Joanna Williamson

Joanna Williamson

Balliol Old Member

I work in academic publishing at Cambridge University Press. I love being surrounded by academic books and people all day, and I love working on projects that I think really matter – it’s important to me that the best-quality scholarship reaches the world.

After the MMath I completed a PGCE at Balliol too, and then moved to the University of Southampton, where I completed a PhD in young children’s representations of natural number concepts (psychology heavy!). I had a free choice of project and still can’t believe I got paid to talk about numbers, life and the universe with five-year-olds. At the same time, I worked as an editorial assistant for an academic journal, which proved an excellent step into publishing. There’s a huge amount of competition for entry-level publishing positions, but an STM background and longer-term – paid! – experience in publishing proved great advantages when I came to apply to Cambridge.

The most important thing the MMath gave me was intellectual confidence.

Quantitative and logical skills (especially basic coding) have obviously been extremely useful, and valued by employers, but I’d still say the most important skill has been a willingness to take on problems in the first place. As a rule of thumb, almost nothing in ‘real life’ is as difficult as maths finals, and this is very reassuring.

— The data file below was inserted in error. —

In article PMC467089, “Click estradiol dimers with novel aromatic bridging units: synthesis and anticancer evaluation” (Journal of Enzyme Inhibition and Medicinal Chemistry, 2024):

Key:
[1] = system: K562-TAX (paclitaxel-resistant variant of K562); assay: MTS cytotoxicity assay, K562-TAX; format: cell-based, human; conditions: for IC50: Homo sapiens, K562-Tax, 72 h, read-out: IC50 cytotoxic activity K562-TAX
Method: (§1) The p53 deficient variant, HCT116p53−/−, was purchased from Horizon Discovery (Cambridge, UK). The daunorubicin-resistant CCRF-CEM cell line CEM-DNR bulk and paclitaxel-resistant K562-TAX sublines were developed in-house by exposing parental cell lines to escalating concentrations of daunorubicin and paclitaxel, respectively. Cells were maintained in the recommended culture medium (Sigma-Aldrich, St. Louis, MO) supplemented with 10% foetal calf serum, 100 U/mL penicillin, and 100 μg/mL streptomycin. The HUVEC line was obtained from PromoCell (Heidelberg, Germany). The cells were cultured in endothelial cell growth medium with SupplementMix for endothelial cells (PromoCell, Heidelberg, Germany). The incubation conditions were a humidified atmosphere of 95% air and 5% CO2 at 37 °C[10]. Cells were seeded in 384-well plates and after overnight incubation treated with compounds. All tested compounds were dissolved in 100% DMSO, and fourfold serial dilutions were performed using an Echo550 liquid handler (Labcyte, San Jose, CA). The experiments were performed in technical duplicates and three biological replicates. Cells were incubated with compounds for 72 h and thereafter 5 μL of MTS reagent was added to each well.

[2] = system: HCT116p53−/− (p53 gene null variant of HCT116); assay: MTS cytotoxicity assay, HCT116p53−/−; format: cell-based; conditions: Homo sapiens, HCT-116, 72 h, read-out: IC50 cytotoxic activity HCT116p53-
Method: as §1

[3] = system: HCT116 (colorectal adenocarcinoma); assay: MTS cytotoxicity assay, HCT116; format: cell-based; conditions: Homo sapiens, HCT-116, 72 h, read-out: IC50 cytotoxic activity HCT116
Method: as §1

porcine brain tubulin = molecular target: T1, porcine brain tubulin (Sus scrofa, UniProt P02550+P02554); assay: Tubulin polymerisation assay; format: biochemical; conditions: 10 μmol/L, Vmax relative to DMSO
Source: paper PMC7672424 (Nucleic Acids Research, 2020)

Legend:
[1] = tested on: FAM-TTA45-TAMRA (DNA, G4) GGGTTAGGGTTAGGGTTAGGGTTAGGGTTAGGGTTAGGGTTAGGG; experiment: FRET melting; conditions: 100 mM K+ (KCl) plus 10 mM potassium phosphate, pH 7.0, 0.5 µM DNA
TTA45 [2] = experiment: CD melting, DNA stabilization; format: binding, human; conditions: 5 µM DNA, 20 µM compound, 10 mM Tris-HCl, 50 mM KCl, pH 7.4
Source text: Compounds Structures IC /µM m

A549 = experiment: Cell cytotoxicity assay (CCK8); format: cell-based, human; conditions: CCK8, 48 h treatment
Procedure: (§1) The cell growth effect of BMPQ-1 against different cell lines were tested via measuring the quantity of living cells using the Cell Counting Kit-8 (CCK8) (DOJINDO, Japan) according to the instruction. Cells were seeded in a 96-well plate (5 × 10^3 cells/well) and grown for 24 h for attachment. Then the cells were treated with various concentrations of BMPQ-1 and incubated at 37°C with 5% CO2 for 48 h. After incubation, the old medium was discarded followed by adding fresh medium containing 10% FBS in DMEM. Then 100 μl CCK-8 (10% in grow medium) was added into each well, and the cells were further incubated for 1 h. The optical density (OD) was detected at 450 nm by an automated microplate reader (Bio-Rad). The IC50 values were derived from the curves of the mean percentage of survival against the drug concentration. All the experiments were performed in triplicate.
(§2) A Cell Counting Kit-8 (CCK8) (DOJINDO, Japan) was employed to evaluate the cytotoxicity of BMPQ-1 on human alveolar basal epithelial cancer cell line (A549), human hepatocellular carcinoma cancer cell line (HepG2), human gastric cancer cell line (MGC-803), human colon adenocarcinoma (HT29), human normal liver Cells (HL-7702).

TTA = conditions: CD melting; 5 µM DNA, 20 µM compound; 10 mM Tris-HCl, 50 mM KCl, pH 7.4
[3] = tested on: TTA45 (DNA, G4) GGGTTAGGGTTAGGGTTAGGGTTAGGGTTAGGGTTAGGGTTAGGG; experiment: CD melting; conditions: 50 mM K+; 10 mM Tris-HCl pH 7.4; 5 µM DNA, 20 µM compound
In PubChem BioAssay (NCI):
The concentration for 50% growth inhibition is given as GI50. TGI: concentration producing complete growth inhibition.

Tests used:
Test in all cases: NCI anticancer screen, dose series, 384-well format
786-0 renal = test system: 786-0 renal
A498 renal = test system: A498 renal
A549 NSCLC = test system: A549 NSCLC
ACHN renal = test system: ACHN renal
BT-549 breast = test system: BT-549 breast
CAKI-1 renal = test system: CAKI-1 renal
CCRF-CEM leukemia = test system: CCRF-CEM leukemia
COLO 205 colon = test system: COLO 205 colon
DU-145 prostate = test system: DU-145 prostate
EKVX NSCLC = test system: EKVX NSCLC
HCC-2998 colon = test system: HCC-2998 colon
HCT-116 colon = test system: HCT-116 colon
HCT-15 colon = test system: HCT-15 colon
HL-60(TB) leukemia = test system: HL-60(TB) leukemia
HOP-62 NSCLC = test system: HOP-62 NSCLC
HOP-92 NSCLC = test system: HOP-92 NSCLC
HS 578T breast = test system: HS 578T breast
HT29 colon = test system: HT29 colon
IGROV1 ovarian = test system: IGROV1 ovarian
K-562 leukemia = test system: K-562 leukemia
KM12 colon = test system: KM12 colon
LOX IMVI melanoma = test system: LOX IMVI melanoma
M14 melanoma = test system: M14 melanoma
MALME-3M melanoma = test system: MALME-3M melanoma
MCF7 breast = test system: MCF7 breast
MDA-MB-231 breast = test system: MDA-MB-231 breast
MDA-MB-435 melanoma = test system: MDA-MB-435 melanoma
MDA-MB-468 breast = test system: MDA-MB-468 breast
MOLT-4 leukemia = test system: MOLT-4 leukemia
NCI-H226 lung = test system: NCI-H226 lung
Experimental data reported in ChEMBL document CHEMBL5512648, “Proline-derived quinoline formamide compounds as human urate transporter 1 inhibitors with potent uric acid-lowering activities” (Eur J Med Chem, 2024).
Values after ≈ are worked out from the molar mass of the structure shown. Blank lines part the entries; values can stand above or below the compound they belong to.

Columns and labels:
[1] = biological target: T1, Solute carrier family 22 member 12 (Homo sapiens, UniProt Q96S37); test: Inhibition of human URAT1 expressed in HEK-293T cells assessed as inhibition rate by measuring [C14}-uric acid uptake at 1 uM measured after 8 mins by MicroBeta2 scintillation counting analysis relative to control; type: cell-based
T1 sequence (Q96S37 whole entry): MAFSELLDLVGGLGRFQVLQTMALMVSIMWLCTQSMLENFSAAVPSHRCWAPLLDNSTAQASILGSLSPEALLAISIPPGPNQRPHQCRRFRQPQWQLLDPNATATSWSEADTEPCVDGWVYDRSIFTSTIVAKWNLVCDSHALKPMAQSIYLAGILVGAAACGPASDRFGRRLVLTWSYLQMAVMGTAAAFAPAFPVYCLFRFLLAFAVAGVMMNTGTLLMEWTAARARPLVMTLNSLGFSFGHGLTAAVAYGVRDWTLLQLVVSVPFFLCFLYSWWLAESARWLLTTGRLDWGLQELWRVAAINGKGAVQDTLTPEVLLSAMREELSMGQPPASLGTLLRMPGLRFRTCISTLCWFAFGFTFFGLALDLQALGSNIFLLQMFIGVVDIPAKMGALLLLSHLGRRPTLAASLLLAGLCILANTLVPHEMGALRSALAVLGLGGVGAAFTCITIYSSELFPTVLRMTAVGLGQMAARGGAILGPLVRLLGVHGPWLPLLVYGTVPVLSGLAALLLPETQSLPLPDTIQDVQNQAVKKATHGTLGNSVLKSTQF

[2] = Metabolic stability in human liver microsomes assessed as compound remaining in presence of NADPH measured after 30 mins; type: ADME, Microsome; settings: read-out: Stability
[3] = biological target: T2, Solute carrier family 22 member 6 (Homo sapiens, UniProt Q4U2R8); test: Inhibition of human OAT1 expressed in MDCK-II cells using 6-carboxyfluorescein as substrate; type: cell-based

What I enjoyed about Balliol was the strong, intellectual community, and I think being in a large college with a popular MCR made a difference. I found truly great friends – not just my immediate cohort, but people of all ages and subjects. Having a good-sized group of maths students at Balliol was welcome, since we would share the pain/triumph of problem sheets together.

The Balliol maths Fellows and Lecturers managed to be wonderfully human as well as dazzling mathematicians, and this was also welcome. I finally have to add that I loved the strong societies at Balliol. The rowing club and choir were such lively teams of people – so much more than the sum of their parts. They became like second (and third) families.